Cornell University came in a very distant second among the privates, with business grads earning $2.70 for every annual tuition dollar spent. Cornell is an anomaly in that the university is private but the business program is in a state-assisted portion of the school, which brings down the tuition to $20,364, which is somewhat more manageable when compared to annual costs well north of $35,000 for many private programs.


Among the public schools, none did more for students salary-wise than the University of North Carolina's Kenan-Flagler Business School, where students earned nearly $10 per tuition dollar. That was followed by SUNY Binghamton ($8.52) and James Madison University ($7.18). Kenan-Flagler, where starting salaries were a middle-of-the-pack $53,500, topped the list of publics in large part because of its low cost—$5,397 a year. Lawrence Murray, director of UNC's undergraduate business program, says recruiters are willing to visit the school, and to pay top-dollar for grads, because of the school's excellent academics. "I think our students are competitive with anyone," Murray says. "We do our best to tie academics and career services together."

A glance at our ROI ranking might lead some to believe that the public schools are hands-down winners. But private schools, while faring poorly on the ROI measure due to higher costs, also have a lot to offer—features that might trump ROI for many prospective students as they're shopping around for a program.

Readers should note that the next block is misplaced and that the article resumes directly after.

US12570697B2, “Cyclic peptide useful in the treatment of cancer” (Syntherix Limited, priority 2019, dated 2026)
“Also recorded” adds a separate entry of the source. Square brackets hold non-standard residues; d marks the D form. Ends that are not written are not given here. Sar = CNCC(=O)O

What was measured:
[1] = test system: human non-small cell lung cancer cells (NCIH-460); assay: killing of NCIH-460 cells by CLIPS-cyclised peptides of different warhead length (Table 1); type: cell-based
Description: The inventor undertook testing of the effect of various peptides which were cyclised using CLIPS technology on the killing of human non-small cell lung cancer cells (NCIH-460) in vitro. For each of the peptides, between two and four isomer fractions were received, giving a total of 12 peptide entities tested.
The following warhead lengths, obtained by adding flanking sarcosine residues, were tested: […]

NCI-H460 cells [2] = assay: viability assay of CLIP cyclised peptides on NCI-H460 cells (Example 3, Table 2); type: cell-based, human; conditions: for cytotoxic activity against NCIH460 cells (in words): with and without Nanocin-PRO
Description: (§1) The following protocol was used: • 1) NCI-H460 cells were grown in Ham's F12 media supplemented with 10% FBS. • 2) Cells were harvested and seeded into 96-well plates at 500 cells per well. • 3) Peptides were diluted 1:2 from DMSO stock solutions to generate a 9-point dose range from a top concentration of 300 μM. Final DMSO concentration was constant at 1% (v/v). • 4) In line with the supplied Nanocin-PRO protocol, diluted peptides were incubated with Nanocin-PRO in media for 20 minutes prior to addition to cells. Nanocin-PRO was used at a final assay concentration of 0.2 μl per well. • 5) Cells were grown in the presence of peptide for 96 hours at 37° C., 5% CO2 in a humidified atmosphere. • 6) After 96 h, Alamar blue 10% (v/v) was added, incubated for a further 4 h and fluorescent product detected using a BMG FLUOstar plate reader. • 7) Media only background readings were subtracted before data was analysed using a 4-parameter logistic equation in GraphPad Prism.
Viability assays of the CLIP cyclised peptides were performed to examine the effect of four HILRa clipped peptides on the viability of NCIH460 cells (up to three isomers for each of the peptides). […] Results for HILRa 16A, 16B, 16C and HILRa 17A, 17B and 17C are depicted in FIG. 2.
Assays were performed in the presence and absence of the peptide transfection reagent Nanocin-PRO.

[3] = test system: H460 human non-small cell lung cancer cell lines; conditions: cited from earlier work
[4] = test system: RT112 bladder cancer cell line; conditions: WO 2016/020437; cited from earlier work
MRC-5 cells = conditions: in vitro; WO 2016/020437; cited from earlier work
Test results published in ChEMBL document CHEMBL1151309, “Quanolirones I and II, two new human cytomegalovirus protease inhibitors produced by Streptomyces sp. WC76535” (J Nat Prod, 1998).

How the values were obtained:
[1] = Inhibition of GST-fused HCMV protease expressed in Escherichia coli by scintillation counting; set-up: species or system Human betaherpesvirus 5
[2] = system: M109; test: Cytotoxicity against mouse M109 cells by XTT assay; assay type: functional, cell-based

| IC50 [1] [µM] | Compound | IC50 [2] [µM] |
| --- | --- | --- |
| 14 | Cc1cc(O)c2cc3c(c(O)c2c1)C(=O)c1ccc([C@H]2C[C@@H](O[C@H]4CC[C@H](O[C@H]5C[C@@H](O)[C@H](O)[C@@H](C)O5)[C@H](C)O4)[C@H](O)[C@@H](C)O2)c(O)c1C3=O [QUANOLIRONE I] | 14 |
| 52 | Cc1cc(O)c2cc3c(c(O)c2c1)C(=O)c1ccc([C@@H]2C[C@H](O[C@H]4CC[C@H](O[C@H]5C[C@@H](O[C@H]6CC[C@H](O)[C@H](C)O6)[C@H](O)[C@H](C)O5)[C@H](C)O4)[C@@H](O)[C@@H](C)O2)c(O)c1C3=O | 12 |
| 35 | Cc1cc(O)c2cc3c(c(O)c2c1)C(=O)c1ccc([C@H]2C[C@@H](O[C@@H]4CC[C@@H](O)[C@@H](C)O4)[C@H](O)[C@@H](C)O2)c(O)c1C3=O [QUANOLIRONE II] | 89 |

So how can a student justify paying up to quadruple the tuition to attend a private institution? For one thing, private school programs, many of which have rich endowments, often have more resources to spend on instruction, which translates into better student-teacher ratios and smaller classes. By law, public schools are often less selective than private schools, so those smaller private-school classes are more likely to be jam-packed with real talent, making for a more engaging learning environment.


The founder of Curran Career Consulting, Sheila Curran, formerly the undergraduate career services director at Duke University, says another big advantage shared by many private programs is size. While there are exceptions, many are far smaller than their public school counterparts. Curran says some students may feel overwhelmed by a larger program. "If you're very bright and very resourceful, you can probably be just as well off in a public institution," Curran says. "But most students may not know exactly what they want or how to use the resources specifically." She also notes that alumni networks tend to be stronger at smaller institutions, which often have more tightly knit communities because they are smaller.